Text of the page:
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Accountant's Liability under Rule 10b-5 In early 2011, Bennett, Inc., offered a substantial number of new common shares to the public. Harvey Helms had a longstanding interest in Bennett because his grandfather had once been president of the company. On receiving a prospectus prepared and distributed by Bennett, Helms was dismayed by the pessimism it embodied. Helms decided to delay purchasing stock in the company. Later, Helms asserted that the prospectus prepared by the accountants was overly pessimistic and contained materially misleading statements. Discuss fully how successful Helms would be in bringing a cause of action under Rule 10b-5against the accountants of Bennett, Inc.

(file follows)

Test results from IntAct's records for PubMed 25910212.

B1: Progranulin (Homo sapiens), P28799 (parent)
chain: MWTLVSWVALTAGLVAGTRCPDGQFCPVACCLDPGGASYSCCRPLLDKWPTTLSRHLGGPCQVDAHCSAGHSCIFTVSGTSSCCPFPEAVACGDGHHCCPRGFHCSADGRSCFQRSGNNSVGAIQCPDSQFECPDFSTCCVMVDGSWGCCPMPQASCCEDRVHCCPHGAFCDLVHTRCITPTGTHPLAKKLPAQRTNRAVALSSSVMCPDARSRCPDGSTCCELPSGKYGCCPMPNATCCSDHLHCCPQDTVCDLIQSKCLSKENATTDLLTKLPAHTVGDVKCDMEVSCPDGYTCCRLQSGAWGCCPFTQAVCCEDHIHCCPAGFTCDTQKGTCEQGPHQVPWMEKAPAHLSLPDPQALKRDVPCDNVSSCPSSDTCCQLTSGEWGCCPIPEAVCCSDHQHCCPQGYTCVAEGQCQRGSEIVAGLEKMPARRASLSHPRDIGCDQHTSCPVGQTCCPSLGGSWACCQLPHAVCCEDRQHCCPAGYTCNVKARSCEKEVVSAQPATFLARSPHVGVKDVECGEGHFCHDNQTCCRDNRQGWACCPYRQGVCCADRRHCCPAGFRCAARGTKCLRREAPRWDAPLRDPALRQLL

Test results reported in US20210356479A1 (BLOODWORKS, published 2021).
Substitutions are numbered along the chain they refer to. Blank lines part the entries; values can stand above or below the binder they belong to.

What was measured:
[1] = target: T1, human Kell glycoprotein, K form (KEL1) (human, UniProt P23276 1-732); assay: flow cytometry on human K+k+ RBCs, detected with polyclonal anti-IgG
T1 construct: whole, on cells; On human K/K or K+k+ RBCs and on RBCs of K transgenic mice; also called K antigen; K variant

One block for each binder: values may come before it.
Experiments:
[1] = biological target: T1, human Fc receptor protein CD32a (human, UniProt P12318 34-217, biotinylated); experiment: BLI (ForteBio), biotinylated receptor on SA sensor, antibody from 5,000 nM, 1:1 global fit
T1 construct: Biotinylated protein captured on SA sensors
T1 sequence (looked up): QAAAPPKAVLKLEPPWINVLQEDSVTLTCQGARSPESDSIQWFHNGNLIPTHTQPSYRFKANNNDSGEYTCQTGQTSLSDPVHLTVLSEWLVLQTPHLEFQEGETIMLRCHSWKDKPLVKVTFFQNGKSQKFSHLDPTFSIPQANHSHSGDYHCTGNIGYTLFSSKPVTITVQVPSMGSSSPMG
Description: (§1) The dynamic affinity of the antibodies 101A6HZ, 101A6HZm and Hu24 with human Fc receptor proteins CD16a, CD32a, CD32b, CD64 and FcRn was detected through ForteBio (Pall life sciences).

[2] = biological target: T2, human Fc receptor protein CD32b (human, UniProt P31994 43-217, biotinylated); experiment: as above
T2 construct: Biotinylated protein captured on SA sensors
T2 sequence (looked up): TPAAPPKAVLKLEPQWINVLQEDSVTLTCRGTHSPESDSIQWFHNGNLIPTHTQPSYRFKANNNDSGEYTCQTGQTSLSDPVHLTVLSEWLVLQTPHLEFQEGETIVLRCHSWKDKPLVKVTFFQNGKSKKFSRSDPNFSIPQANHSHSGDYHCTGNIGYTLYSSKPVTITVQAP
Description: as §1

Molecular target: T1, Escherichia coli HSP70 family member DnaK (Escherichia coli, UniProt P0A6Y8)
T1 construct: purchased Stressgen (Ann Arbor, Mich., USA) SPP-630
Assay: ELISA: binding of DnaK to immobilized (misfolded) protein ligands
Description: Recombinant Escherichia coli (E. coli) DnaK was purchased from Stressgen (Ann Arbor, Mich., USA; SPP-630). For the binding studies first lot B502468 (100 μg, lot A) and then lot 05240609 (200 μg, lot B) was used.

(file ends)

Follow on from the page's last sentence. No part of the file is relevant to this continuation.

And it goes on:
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CASE PROBLEM WITH SAMPLE ANSWER: Accountant's liability or Audit. A West Virginia bank ran its asset value from $100 million to $1 billion over seven years by aggressively marketing subprime loans. The Office of the Comptroller of the Currency, a federal regulator, audited the bank and discovered that the books had been falsified for several years and that the bank was insolvent. The Comptroller closed the bank and brought criminal charges against its managers. The Comptroller fined Grant Thornton, the bank's accounting firm, $300,000 for recklessly failing to meet generally accepted auditing standards during the years it audited the bank. The Comptroller claimed Thornton violated federal law by "participating in … unsafe and unsound banking practice." Thornton appealed, contending that it was not involved in bank operations to that extent based on its audit function. What would be the key to determining if the accounting firm could be held liable for that violation of federal law? [ Grant Thornton, LLP v. Office of the Comptroller of the Currency, 514 F.3d 1328 (D.C. Cir. 2008)]